Monday, 31 March 2014

(91) April 1: Judges 3-5 & Luke 7:1-30

Ask God to open your mind, heart and will to understand, delight in and obey what you read.

To discover:­­
As you read note what God does for Israel.

To ponder:
The nations God leaves to “test” Israel, not only display her readiness to obey, but teach her warfare for her own protection. And it is as each new generation in the church suffers pressure from the world, that they learn for themselves how to stand firm.
            Israel immediately fails her test, intermarrying with the Canaanites, serving their gods and “forgetting” the LORD, so doing “evil.” As promised, God’s anger therefore “burns” against the people, “selling” them into the hand of the King of Aram (see 2v14). So begins the cycle that repeats throughout the book: The people sin, are handed over to their enemies, cry out to the LORD who in compassion responds by sending a deliverer in the form of a judge. The people then find rest for a number of years before the judge dies, they turn from the LORD again, and the cycle repeats.
            Despite his heroic pedigree, it is clear, like all subsequent judges, that God lies behind Othniel’s success as “the Spirit of the LORD” comes upon him. Israel’s first period of rest is then a full forty years, with its symbolism of a time of testing and potential deliverance – as in the desert.
            So we are immediately looked with thanks to God’s provision of Christ as his greatest saviour, to whom God gives the Spirit without limit (Jn 3v34) and who lives forever and so establishes an everlasting peace for those who cry out to him (Heb 7v24-25).
            Ehud’s story is longer, framed to be retold dramatically to future generations. The event is significant because it resulted in the subjection of Moab, Israel’s great enemy (see Num 25). In response to Israel’s evil, God “gave” Moab’s King Eglon “power over” them for eighteen years – the very thing he had refused to do previously (Num 22-23). Ehud’s left-handedness may have been thought a disability. Nevertheless, using this, God enabled him through cunning to kill the king. The two notes of Ehud passing Moabite idols hints to their impotence and God’s supremacy. It is for this reason the Israelites called together by the battle trumpet “struck down” ten thousand “vigorous and strong” Moabites. And so the land this time had peace for eighty years.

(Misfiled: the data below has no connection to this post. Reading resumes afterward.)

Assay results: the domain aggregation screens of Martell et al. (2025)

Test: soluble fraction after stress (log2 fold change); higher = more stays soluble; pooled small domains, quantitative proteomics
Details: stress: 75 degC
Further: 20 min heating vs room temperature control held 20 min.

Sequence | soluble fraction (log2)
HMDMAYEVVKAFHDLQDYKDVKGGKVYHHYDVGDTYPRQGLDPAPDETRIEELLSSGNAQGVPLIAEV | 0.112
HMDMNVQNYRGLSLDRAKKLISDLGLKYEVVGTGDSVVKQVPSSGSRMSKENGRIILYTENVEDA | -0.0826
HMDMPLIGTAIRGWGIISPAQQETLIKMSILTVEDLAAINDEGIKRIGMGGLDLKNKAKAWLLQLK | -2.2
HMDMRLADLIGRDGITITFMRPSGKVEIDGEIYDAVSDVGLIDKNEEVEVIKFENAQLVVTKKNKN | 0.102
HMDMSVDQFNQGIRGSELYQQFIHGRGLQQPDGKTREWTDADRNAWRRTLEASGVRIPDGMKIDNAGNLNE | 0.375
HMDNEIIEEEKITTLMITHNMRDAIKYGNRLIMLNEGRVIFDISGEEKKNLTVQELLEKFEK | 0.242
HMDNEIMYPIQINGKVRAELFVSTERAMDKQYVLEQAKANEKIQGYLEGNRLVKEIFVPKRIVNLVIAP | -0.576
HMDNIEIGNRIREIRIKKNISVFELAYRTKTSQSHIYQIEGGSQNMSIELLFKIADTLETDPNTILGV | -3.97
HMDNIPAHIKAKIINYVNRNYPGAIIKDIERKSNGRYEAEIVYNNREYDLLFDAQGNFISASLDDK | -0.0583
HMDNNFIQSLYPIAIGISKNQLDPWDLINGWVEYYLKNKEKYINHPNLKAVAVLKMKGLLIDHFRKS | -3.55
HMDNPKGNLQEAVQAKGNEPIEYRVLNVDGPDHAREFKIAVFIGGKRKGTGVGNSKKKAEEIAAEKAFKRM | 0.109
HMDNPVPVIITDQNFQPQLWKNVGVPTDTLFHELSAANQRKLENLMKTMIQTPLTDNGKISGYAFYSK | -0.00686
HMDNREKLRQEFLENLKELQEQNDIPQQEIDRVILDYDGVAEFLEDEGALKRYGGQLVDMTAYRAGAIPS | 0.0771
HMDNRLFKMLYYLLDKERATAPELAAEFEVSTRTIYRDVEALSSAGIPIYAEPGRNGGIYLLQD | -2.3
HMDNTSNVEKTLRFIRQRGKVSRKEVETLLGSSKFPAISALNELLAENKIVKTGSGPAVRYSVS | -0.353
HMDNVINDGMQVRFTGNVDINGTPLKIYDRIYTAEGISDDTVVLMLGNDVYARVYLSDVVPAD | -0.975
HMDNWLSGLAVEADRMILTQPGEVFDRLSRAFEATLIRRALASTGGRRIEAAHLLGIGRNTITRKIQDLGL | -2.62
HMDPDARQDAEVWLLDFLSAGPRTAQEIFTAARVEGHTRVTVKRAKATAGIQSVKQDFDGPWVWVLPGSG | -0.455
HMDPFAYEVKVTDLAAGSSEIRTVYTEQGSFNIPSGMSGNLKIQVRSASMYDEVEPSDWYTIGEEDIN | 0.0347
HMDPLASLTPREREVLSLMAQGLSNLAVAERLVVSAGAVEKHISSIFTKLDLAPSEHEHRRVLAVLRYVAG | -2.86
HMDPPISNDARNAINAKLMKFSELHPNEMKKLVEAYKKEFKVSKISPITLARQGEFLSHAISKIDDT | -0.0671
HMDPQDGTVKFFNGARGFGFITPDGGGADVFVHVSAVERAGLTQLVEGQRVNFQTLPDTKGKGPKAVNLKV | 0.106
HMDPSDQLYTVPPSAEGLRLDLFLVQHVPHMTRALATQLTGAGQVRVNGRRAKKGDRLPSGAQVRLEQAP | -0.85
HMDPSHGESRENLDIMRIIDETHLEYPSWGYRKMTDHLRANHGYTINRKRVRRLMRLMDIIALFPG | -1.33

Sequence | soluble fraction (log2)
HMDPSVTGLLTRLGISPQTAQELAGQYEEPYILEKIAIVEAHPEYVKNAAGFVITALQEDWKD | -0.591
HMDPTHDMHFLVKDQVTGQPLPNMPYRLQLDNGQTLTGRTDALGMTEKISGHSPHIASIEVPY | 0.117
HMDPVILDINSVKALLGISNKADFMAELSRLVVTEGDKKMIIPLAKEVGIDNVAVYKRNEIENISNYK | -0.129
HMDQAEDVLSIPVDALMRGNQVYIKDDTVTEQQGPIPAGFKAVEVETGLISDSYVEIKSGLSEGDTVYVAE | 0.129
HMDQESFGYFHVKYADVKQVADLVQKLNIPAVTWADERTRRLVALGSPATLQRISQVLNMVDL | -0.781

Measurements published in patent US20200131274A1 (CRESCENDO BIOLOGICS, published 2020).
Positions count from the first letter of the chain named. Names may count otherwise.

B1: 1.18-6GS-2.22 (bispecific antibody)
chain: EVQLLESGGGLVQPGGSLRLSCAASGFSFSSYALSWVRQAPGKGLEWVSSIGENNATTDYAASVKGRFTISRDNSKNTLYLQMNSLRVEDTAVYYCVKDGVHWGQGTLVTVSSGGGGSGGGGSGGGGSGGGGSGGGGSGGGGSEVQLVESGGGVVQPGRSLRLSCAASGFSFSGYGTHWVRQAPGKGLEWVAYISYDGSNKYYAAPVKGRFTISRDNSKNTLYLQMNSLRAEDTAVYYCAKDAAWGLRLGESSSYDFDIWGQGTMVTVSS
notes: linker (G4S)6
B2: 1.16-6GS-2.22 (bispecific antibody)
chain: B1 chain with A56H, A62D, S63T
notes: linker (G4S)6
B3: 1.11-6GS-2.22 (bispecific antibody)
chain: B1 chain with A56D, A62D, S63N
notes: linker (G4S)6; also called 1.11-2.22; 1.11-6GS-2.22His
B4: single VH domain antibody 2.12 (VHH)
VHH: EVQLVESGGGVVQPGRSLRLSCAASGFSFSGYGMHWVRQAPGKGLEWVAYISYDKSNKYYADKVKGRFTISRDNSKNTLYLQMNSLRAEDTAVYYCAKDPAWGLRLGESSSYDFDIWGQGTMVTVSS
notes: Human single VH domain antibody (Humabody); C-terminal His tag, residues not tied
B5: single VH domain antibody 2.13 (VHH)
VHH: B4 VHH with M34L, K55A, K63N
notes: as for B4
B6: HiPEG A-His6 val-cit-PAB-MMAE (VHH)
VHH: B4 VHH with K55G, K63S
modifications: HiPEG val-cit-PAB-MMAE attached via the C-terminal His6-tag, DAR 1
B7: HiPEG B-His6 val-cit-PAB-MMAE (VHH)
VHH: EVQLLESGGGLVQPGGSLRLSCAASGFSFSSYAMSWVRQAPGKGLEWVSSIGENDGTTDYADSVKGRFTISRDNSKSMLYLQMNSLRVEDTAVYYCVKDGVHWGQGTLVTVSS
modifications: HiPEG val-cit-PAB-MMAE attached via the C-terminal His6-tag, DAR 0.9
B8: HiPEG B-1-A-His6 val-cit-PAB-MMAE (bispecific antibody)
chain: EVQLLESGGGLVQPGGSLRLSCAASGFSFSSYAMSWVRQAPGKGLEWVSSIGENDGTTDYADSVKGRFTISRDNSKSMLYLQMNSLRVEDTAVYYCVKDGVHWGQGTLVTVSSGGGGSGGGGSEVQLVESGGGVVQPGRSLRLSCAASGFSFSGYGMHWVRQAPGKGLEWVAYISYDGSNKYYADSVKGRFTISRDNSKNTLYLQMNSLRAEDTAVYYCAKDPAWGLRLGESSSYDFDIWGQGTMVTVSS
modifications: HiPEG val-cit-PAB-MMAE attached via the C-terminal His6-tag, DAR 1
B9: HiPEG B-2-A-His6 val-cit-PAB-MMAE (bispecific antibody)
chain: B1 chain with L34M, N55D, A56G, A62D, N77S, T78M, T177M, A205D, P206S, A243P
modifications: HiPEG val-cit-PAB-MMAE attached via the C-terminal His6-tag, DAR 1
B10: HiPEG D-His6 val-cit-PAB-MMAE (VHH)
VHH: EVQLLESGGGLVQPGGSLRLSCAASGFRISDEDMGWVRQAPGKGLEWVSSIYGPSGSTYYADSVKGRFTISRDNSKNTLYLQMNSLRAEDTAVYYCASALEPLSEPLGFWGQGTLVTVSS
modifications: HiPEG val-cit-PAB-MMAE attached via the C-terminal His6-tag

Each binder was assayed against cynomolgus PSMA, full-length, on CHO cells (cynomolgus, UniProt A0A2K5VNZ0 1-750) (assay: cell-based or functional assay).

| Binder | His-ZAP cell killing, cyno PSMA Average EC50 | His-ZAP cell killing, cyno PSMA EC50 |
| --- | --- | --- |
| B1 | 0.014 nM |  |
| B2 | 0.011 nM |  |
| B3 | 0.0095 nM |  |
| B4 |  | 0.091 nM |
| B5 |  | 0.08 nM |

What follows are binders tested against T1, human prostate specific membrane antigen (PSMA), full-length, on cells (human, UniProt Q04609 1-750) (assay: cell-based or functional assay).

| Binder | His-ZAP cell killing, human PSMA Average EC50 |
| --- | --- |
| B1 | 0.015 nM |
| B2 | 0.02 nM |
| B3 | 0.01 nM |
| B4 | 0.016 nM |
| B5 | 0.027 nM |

Little is mentioned of Shamgar. In “saving” Israel he may have been a judge. However the next said to follow Ehud is Deborah. As in Egypt, they again cried to the LORD under the cruel oppression of the Canaanite king Jabin. God’s provision of Deborah is portrayed as a rebuke on Israel’s men. As a prophetess, she relates God’s command to Barak to do battle, with God’s promise to lure the enemy to the Kishon River and “give him into” Barak’s hands. But Barak won’t go without Deborah. So Deborah says the honour for killing Sisera, the enemy commander, will go to a woman. Although Barak is victorious, it is therefore Jael, the wife of one of Moses’ Gentile father-in-law’s descendents, who finishes Sisera off with the famous tent peg. This then leads to the destruction of Jabin by the Israelites.
            Both Ehud and Deborah show how God uses those who are least expected in the fulfilment of his purposes, just as he eventually used an everyday labourer from Nazareth, a group of fishermen and a persecutor of his church. By his Holy Spirit, he uses us too, if we will only step up.
            The song stresses just this, praising God for when Israel’s “princes” “take the lead.” It tells of the dark days of life in Israel before Deborah “arose” and of the “righteous acts” of the LORD and Israel’s “warriors.” The tribes who came to fight are therefore acknowledged, and those who didn’t criticised. And God’s act of using the forces of heaven (stars) and earth (river) are told. (It seems the river may have suddenly flooded to hamper the enemy – an echo of God’s defeat of Pharoah’s armies at the red sea.) The now unknown town of “Meroz” is cursed for not helping (5v23), whilst Jael is “blessed” for her act. They therefore display God’s disposition to the equivalent responses in the tribes. By drawing out Sisera’s death, the “perishing” of Israel’s enemies is then brought home.

Praying it home:
Thank God that Christ is the perfect deliverer and ruler, who has established an everlasting peace. Pray that you and others in your church would courageously step up to play your part in God’s purposes in the power of his Holy Spirit.

Thinking further:
Deborah continues to challenge men. Her role suggests it is not inappropriate for women to hold high office in government, nor in some capacity to speak God’s word in a way equivalent to prophecy. Yet she also reminds us that in all sorts of spheres today women are simply having to take on extra roles that they shouldn’t have to, because men are stepping back from their responsibilities. For example, every couple will need to agree on how they divide what needs to be done in their marriage. However, in some instances wives end up doing almost everything because their husbands won’t play their part. Men: We need to think on this.

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